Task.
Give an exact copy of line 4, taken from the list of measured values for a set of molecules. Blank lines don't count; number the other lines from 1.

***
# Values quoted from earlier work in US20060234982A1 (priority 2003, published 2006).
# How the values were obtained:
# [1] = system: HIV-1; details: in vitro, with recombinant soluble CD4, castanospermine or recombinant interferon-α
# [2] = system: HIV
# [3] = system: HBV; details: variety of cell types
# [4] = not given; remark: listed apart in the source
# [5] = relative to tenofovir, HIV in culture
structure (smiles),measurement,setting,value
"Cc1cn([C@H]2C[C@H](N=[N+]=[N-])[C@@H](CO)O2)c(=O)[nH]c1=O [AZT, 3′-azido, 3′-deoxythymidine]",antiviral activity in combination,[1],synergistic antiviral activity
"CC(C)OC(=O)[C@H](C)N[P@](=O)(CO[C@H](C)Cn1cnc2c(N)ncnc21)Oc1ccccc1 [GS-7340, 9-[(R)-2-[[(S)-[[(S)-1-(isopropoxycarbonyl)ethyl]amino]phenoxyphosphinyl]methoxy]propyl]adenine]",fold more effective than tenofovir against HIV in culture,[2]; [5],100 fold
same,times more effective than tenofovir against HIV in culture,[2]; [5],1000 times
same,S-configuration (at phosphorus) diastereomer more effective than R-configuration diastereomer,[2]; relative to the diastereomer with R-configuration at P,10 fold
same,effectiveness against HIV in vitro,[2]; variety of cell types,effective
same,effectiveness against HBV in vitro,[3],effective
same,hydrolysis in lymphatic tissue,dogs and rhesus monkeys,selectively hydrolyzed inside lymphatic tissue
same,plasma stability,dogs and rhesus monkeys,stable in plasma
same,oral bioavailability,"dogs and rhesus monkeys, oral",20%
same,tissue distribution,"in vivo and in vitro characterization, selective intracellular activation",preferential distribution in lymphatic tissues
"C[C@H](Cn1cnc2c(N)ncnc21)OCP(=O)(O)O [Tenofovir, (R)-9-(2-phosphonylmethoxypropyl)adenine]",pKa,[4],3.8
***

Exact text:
# [2] = system: HIV